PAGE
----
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One thing I’ve noticed in the last fifteen years is how aware Americans have become of health policy issues. When I first told people as an undergrad that I wanted to pursue a career in health policy, I almost always received glazed looks in response. “What would that look like exactly?” Now, virtually everyone I meet (Lyft drivers, new friends at get-togethers, strangers on the plane, new colleagues) has an opinion, when they learn that I am a nephrologist and health policy researcher.
The American Academy of Pediatrics (AAP), in conjunction with the American Society of Pediatric Nephrology (ASPN), as part of the Choosing Wisely® campaign, recently “released a list of specific nephrology tests and procedures that are commonly ordered but not always necessary when treating children for kidney-related conditions”.
The Choosing Wisely recommendations include:
Choosing Wisely® is an initiative of the ABIM Foundation, which seeks to promote conversations between clinicians and patients in choosing care that is supported by evidence; does not duplicate other tests or procedures already received; is free from harm; and truly necessary.
Per the July 2nd, 2018 press release from The Declaration of Istanbul:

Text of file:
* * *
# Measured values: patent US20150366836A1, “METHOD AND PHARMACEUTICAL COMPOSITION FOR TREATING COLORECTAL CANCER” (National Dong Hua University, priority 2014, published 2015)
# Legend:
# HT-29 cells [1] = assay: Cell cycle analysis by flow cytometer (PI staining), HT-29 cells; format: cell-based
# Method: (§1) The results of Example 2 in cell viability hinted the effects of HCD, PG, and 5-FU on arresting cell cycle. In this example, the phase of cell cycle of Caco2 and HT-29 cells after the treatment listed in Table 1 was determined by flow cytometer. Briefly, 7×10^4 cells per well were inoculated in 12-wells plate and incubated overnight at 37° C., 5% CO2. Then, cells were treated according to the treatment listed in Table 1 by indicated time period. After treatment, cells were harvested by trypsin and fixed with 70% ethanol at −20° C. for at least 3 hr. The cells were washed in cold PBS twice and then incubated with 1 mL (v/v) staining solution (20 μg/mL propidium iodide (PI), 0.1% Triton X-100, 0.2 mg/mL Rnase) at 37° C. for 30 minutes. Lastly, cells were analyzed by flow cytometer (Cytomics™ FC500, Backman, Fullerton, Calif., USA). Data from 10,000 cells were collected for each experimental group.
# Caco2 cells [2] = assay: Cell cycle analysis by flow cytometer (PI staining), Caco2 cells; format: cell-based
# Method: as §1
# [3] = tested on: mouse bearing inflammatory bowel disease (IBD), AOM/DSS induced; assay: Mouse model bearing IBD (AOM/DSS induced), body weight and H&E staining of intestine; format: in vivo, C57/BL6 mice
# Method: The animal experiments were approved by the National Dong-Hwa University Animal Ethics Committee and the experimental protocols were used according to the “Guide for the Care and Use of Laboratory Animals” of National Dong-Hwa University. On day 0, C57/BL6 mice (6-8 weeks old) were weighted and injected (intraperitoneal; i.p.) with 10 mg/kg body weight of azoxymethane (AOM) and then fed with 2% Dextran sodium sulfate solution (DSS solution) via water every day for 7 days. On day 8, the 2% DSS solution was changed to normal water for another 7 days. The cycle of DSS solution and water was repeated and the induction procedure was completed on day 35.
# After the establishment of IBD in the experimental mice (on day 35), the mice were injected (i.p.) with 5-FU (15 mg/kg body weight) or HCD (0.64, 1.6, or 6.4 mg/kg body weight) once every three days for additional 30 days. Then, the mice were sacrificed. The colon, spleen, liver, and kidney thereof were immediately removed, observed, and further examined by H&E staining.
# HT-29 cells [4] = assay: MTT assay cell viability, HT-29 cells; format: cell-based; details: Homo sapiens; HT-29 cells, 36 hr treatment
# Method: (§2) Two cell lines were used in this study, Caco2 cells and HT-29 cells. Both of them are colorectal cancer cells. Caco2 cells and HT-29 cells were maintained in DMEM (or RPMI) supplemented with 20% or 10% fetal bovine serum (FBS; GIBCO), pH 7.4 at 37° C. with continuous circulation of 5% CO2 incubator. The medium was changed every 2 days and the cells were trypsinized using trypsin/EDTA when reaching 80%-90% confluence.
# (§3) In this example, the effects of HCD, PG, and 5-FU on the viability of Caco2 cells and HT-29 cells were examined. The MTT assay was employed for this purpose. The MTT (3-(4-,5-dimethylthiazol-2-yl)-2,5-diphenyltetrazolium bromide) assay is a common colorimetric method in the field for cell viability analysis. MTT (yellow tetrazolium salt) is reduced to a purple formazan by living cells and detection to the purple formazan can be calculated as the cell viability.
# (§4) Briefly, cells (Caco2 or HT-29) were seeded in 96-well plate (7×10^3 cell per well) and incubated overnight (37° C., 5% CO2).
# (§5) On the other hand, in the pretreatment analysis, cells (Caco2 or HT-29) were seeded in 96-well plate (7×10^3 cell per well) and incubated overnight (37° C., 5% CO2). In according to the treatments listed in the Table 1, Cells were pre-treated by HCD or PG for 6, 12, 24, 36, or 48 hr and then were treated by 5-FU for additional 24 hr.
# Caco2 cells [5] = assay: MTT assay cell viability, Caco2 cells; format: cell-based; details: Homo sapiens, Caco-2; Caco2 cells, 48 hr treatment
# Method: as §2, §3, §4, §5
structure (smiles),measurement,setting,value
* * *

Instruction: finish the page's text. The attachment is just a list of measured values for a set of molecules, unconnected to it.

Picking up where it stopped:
"The first new edition of the Declaration of Istanbul on Organ Trafficking and Transplant Tourism, a seminal document that has helped to guide ethical practice in organ donation and transplantation around the world, was presented today at an international workshop in Madrid, Spain.
The Declaration was originally published in 2008, following a summit convened by The Transplantation Society (TTS) and the International Society of Nephrology (ISN) in response to growing concerns about international trafficking in human organs. It established definitions of practices such as transplant tourism and organ trafficking, and principles to guide policy makers and health professionals working in organ donation and transplantation. Since 2008, more than 135 professional societies have formally endorsed the Declaration.
Today, June 22nd 2018, the US House of Representatives passed H.R. 6, the Substance Use-Disorder Prevention that Promotes Opioid Recovery and Treatment (SUPPORT) for Patients and Communities Act. H.R. 6 combines more than 50 bills approved individually by the House.
The bipartisan bill is designed to help overall efforts to combat the opioid crisis by advancing treatment and recovery initiatives, bolstering prevention efforts, and trying to counter deadly illicit synthetic drugs like fentanyl.
In this complimentary webinar, review the critical role that nephrologists and dialysis professionals have in preventing infections. Examine the CDC's recommendations for dialysis station disinfection and compare your medical facility's policies with environmental disinfection best practices. Discover the patient perspective on environmental cleanliness and learn how nephrologists can take a leadership role in facility sanitization.